Speaking of Nintendo-made gameplay structures taking extended holidays, when was the last time you played a game that made you feel like the glory days of Metroid Prime had returned? While we’re here, has it been long enough since Portal 2 that you miss its humour? Want a pop of bright colour in your next game? Boy, have I got the adventure for you. Journey to the Savage Planet is a brisk dozen-hour adventure with plenty of secrets and a devotion to first-person traversal / puzzle-solving that’s been on the sidelines of mainstream gaming for a good decade. The game has a wild energy about it, enhanced by a scattershot sense of humour that won’t entertain everyone, but got me laughing on quite a few occasions. Above all, though, its progression runs at a serious clip and your character feels great to control. Don’t pass it up.

10. 13 Sentinels: Aegis Rim (PS4)

It seems like every recent year there’s been one of these kind of games: a thrilling Japanese-produced visual novel “with a twist” backed by an entourage of positive reviews that I start playing too late in the year to get anywhere near the big story developments. 13 Sentinels: Aegis Rim joins the likes of AI: The Somnium Files, VA-11 Hall-A and 2020’s own Sakura Wars in this painful category, but I actually reached double-digit hours on this one so it gets to go on my main list.

If you’ve played Odin Sphere or Dragon’s Crown you know how drop-dead gorgeous Vanillaware’s art can be, but 13 Sentinels just takes it up another notch with some frankly stunning lighting; the 2D sprites and their accompanying animations take on an extra dimension under the copious sunsets and sunrises so shrewdly employed throughout the story. And that story is a non-linear doozy: not only does it jump between decades and characters with such earnest belief in itself that it made me get out an actual notebook for the first time in years to keep up with it all; the game also gives the player a certain amount of control over the order that very story is told, and the bite-sized way the tale unfolds makes it very friendly to the time-poor. You can tackle the tower-defense gameplay (which does make sense eventually, but I’m trying to spoil as little as possible) more-or-less at your own pace as well. Now that’s storytelling confidence; and from what I’ve played so far, it’s earned.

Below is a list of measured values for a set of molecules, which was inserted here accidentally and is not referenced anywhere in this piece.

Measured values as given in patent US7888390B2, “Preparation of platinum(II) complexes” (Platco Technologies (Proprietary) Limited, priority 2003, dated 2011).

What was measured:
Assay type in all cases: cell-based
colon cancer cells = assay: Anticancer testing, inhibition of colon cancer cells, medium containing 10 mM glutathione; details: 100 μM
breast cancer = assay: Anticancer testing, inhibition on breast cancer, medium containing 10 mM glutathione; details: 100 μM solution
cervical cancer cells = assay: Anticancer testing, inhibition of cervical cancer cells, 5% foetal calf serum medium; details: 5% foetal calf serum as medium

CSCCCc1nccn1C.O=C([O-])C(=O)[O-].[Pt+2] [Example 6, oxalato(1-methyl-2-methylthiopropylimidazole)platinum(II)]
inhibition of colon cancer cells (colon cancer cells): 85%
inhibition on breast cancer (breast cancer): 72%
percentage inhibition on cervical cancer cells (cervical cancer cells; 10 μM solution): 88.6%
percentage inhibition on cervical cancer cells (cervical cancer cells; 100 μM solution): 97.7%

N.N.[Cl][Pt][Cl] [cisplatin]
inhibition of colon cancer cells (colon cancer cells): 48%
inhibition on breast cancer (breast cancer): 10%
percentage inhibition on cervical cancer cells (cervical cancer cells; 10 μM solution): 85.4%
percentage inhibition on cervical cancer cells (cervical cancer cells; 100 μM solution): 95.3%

9. Spider-Man: Miles Morales (PS5)

What happens when you take one of the best Playstation exclusives of the decade, strip out all the narrative padding, add a fluid new layer to the combat and put it on your shiny next-generation console? You get a game without the same impact, surprise factor or emotional payoff as 2018’s Spider-Man, but arguably a leaner, more immediately rewarding, overall superior (ha) gameplay experience with spectacular skyline visuals (particularly after the December hybrid-graphics-mode patch) and controls that crackle and snap as you swing, punch and zap your way through Miles Morales’ magnetic debut adventure. The game respects your time more than its predecessor, the Christmas vibes of the story’s setting make it a perfect fit for this time of year, and the rest of the story brings Insomniac’s growing narrative chops to the fore once again – with some really effective beats about family. I really hope Sony’s studios continue to follow the cheaper side-story blueprint set up by Uncharted: The Lost Legacy and continued with Miles Morales, because they’re onto a winning trend if you ask me.

8. Paper Mario: The Origami King (NS)